With the completion of her overhaul, K-1 cleared the Philadelphia Navy Yard and with orders to return to and be based from New London, she resumed coastal operations. On 26 August 1919, K-1, K-2, K-6, and Eagle Boat No. 25 received orders to proceed to Key West and report to Commander, Seventh Naval District, in order to assume station duties based from there. They departed on 8 September with instructions to proceed via Hampton Roads; Wilmington, N.C.; Charleston, S.C.; Savannah, Ga.; Brunswick, Ga.; and Jacksonville, Fla. These orders were amended and she made a visit to the Philadelphia Navy Yard en route. Having operated from Key West, K-1 received orders on 26 April 1920 dispatching her to the Section Base, Cape May, N.J. and from there to the Philadelphia Navy Yard with the other K-boats for the installation of a new main motors. All proceeded north from Key West on 20 May. While en route, she received amended orders and all proceeded directly to Philadelphia. Upon their arrival, all were re-assigned to the Repair and Reserve Submarine Division and were to be placed in reserve until repairs were completed and sufficient crewmembers made available. The submarines arrived at the Philadelphia Navy Yard on 7 July. Ten days later, on 17 July, K-1 was designated SS-32 as part of a Navy-wide administrative re-organization. The boat entered dry dock on 12 October.


K-Class submarines, circa 1920s. Present are K-7, K-1, K-5, K-3 in the foreground with K-2, K-8 & K-4 beyond. Note semaphore flags. (Naval History and Heritage Command Photograph S-551-B.01)
Caption: K-Class submarines, circa 1920s. Present are K-7, K-1, K-5, K-3 in the foreground with K-2, K-8 & K-4 beyond. Note semaphore flags. (Naval History and Heritage Command Photograph S-551-B.01)

On 15 January 1921, the Office of the Chief of Naval Operations (OpNav) directed K-1 to report to the Submarine Base, Hampton Roads. That order was amended to enable additional work to be completed. OPNAV, on 4 February, issued orders detaching the K-boats from Submarine Division 3 and assigning them to Submarine Division 5 at Hampton Roads. The submarine’s assignment changed again on 9 May when she was assigned as part of the Division 5 contingent to the Special Submarine Squadron with units from Division 8 and Division 15. The squadron consolidated at Provincetown (15 June–2 July). K-1 conducted tactical attack training exercises with Division 5 and its tender Bushnell (5–16 July) in advance of conducting joint maneuvers off Provincetown (18–23 July). After these maneuvers, she returned to her operating base at Gloucester, Mass. to conduct overhaul (25–30 July).

The division then conducted rehearsals and battle practice (1–6 August 1921) before rehearsing for and conducting Ready Torpedo Practice (8–13 August). She then conducted rehearsals and Battle Practice Z (15–20 August) before returning to her operating base for overhaul (22–27 August). The squadron then operated with a Destroyer Division conducting joint maneuvers (29 August–3 September) and then engaged in experimental torpedo practice with the divisions acting in concert while the destroyers conducted depth charge practice (5–10 September) before conducting engineering runs while en route to Hampton Roads (12–17 September). The squadron then engaged in target practices in the Chesapeake Bay (19 September–1 October). After the completion of the exercises, K-1 reported to the Philadelphia Navy Yard for urgent repairs. On 2 December, K-1 detached from the Special Submarine Squadron and was re-assigned to Division 5. With her repairs completed, K-1 cleared the Philadelphia Navy Yard under tow of the fleet tug Kalmia (AT-23) on 6 December to the Submarine Base, Hampton Roads, where she remained through the end of the year.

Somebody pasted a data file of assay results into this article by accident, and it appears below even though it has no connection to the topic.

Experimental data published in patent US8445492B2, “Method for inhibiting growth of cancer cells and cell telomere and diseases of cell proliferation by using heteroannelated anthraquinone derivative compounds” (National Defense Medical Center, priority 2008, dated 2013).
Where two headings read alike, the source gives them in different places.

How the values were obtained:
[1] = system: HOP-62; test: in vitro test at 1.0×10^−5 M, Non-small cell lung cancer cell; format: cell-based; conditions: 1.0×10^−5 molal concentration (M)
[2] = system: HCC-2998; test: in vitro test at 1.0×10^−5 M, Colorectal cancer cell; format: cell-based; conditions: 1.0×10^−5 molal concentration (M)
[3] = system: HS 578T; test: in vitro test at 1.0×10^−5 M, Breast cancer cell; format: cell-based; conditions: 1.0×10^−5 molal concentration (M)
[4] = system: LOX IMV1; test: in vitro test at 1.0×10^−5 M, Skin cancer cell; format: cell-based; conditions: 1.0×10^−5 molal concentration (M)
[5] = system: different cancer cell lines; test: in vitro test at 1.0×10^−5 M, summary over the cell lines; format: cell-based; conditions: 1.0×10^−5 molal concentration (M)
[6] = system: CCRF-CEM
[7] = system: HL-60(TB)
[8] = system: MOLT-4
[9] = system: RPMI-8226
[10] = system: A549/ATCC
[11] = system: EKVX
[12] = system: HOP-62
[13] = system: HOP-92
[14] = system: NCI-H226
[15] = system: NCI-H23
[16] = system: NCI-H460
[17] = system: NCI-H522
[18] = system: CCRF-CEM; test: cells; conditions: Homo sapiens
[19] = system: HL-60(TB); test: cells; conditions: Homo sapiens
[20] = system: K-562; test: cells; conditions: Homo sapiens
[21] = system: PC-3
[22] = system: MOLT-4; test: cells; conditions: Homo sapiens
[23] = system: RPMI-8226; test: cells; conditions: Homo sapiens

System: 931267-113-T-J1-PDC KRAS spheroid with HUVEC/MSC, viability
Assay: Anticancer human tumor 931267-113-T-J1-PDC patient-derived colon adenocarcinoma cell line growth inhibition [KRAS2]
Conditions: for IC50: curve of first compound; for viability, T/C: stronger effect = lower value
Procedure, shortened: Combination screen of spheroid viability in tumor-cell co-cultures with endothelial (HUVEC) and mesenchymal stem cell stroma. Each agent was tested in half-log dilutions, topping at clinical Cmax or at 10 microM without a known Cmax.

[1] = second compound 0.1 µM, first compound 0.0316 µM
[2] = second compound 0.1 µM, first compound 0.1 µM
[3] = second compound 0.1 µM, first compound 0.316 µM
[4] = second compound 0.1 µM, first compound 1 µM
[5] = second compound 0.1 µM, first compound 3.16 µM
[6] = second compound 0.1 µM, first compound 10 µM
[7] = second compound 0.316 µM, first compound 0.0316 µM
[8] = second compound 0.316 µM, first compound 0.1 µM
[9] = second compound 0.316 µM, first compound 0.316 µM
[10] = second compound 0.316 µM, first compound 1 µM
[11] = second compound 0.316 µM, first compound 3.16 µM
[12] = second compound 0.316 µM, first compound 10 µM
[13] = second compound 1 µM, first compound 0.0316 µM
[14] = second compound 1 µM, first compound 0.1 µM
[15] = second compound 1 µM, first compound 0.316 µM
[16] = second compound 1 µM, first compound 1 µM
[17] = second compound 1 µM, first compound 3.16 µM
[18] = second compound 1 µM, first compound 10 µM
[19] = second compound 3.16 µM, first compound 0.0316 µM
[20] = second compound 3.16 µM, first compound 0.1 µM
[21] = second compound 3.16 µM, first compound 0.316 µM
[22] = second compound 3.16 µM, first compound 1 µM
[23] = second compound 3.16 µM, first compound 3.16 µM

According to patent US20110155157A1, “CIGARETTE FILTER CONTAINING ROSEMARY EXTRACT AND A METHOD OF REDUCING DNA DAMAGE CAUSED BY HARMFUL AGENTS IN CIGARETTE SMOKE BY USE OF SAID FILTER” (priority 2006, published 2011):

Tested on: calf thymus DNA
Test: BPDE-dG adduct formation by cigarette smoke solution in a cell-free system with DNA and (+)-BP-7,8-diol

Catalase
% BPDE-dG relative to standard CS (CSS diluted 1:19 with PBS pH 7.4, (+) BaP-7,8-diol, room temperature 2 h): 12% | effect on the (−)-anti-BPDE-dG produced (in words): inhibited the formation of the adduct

K-1, with the new year, received orders on 12 January 1922, to proceed under tow of Wandank (AT-26) back to the Philadelphia Navy Yard for installation of a main battery. That movement was actually made under the tow of the mineswwper Teal (AM-23). On 7 March, she received orders to report to Submarine Base, New London, to rejoin Division 5 whence she operated into the autumn of 1922.

K-1 arrived at the Submarine Base Hampton Roads, on 1 November 1922 and remained there until she decommissioned, entering dry dock on 29 January 1923 to prepare for decommissioning, that occurred on 9 March 1923.

Kewaydin (AT-24) towed the decommissioned submarine to the Philadelphia Navy Yard on 15 September 1924. Ultimately, K-1 was stricken from the Navy list on 18 December 1930 and sold as scrap on 25 June 1931.

Commanding Officers Dates of Command
Lt. (j.g.) Elwin F. Cutts 17 March 1914–23 September 1914
Lt. (j.g.) Lucius C. Dunn 23 September 1914–26 July 1916
Lt. (j.g.) George L. Dickson 26 July 1916–23 June 1917
Lt. (j.g.) James R. Webb 23 June 1917–17 January 1918
Lt. Eric L. Barr 17 January 1918–16 September 1918
Lt. Sifrein F. Maury 16 September 1918–23 December 1918
Lt. Lloyd J. Wiltse 23 December 1918–2 July 1920
Lt. Charles W. Weitzel 2 July 1920–9 December 1921
Lt. (j.g.) Peyton S. Cochran 9 December 1921–23 October 1922
Lt. (j.g.) Eric M. Grimsley 23 October 1922–16 January 1923
Lt. James D. Jacobs 16 January 1923–9 March 1923


Christopher B. Havern Sr.; Commanding Officers List researched and compiled by Kathryn Sullivan

21 September 2018

Published: Mon Sep 24 10:57:16 EDT 2018